Saturday, July 5, 2008

Paris: Day 9

After debating whether or not to take part in the scheduled trip to Reims, Hautvillers, and Epernay (Champagne country) because of Allison's sickness, we decided to go. We got up early this morning (6:00, which is midnight the night before in IN!) and walked down to the St. Paul metro station where we met up with the group. A bus arrived to pick us up, and by 8:00 we were on our way to France's coronation city.

Allison & Lucas on the bus

Reims is about 90 miles outside of Paris, so it took a while to get there. On the way we watched the landscape change from urban to rural, with rolling hills of fields planted with wheat and other grains. Reims is a much smaller city than Paris, although at one time it was more important than Paris (when it was the capital of the Celtic tribe of Remi). Various other trivia include that: 85% of the homes in the city were damaged or destroyed during WWI and the Germans surrendered in Reims on May 7, 1945, to end the fighting in Europe during WWII.

Vineyards and countryside

More of the countryside & vineyards

The streets of Reims were much less crowded than Paris' streets, and the sites were not as busy. The Basilique St. Remi was our first stop. It is a smaller basilica that houses quite a few historical artifacts.

Luke outside the basilica - he cared more about his feet/socks!

The window over the entrance to the basilica

The Basilique St. Remi

Inside the basilica

The next site we visited in Reims was the Notre-Dame de Reims. This cathedral is where the kings of France held their coronation ceremonies. It is built on the site where the first "French" king, Clovis, was baptized in 496 by St. Remi. The architecture of the cathedral is amazing. It has many stained-glass windows, some which were done by Marc Chagall, which Allison really enjoyed.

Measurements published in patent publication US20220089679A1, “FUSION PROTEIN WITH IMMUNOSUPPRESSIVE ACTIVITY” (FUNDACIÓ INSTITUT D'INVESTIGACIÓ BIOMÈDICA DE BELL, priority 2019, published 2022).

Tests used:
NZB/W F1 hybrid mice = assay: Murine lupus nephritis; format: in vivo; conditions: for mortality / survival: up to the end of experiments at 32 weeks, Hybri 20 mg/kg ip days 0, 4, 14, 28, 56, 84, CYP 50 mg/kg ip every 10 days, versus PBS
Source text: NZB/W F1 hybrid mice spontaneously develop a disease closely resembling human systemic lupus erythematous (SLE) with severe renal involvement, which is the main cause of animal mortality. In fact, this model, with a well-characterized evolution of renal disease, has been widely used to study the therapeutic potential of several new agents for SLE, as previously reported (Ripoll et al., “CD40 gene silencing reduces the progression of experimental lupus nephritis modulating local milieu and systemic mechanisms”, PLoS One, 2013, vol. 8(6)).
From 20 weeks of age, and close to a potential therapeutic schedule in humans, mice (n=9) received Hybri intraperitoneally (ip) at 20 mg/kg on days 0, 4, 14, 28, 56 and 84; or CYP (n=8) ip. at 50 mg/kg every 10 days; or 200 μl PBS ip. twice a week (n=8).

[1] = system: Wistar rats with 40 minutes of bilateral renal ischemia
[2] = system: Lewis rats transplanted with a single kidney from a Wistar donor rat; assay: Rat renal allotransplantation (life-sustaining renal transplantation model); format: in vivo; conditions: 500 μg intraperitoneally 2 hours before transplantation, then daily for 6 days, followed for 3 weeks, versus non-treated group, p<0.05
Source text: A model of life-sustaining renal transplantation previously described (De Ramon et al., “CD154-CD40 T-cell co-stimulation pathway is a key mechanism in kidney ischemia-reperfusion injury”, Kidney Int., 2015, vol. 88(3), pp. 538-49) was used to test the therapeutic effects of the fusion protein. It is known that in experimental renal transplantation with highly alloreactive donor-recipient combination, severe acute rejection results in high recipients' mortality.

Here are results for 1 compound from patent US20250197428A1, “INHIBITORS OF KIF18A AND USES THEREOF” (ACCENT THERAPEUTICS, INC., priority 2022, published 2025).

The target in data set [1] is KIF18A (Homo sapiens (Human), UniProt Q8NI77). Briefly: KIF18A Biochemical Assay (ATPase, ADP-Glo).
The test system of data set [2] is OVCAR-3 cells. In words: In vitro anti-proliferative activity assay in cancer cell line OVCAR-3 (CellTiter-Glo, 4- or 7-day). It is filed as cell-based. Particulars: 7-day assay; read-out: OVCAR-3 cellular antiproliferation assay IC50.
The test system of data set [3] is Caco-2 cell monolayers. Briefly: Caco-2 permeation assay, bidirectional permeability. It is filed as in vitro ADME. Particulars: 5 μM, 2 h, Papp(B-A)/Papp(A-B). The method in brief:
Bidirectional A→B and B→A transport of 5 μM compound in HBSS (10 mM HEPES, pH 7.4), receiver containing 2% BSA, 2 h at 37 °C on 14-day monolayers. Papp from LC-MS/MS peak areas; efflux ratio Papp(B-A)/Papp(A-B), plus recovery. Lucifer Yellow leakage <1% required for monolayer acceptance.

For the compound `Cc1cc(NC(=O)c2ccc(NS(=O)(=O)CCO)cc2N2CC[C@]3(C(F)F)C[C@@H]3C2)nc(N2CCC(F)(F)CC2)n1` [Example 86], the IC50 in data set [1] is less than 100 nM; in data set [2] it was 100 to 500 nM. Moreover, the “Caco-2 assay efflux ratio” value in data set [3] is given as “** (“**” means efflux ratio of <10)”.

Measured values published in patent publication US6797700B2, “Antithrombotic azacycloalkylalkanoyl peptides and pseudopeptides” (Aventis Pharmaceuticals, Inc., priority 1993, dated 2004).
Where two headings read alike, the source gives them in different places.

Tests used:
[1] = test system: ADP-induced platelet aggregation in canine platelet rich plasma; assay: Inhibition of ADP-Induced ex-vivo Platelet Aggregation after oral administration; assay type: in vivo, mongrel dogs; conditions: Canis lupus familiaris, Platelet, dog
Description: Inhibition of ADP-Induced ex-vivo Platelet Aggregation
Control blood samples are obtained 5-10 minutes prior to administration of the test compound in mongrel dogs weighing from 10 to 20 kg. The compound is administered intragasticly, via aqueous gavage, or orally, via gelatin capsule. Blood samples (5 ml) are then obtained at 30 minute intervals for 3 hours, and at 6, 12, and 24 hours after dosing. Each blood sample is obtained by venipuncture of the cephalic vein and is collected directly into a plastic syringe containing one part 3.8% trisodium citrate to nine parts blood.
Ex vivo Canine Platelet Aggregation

In front of the cathedral

The cathedral

The Chagall windows

View from back side of cathedral

We had lunch at McDonald's in Reims. Neither one of us is a fan of McDonald's, but we thought we would try a European one to see if there was a difference. The differences were: the menu was in French, they had some different dessert items, I paid in Euros, and the toilets were like none we have ever seen. I did not have my camera in the restroom, or I would have taken a picture. It was basically a hole in the ground surrounded by porcelain (like a toilet, but flat on the ground). There were two raised rectangles for standing while you used it. Weird!

McDonald's (that is French for McDonald's!)

After lunch, we left Reims for Hautvillers, the town where Dom Perignon invented the modern champagne process. We went into the abbey church where he perfected the process (he was the cellarmaster for the abbey), which was set up for a wedding. Apparently the remains of Dom Perignon are still at the abbey.

The abbey from the outside

It was raining!

The abbey inside

Dom Perignon's grave marker (in the abbey)

From Hautvillers we went to Epernay, where we toured the champagne cellars of Moet et Chandon. They are 18 miles long! They age the champagne either 2-3 years or 7-8 years depending on what it is. Their most recent vintage champagne is the 2000 champagne, and they gave each of us a glass to taste. This tour was really neat, as they explained the process and we saw the stone caverns where they age the champagne.

The underground cellars

Some of the bottles in the cellar

Our tour guide and hosts prepare the champagne

We were glad we went, and especially glad we got to see the French countryside. Allison is feeling better tonight, although now we are worried that Luke is getting a cold! Please keep him in your thoughts and prayers. We have enjoyed reading the comments that many of you have posted. Thanks for reading about our trip!

1 comment:

Guppy & the Worm said...

HI, SO glad Allison is feeling better!! We'll continue to say prayers that Lucas doesnt get the cold!! WE enjoyed your photos and the tour! Where are you off to this week? Wendy's?? Ha! Love you all, Hugs and Kisses Mom and Dad

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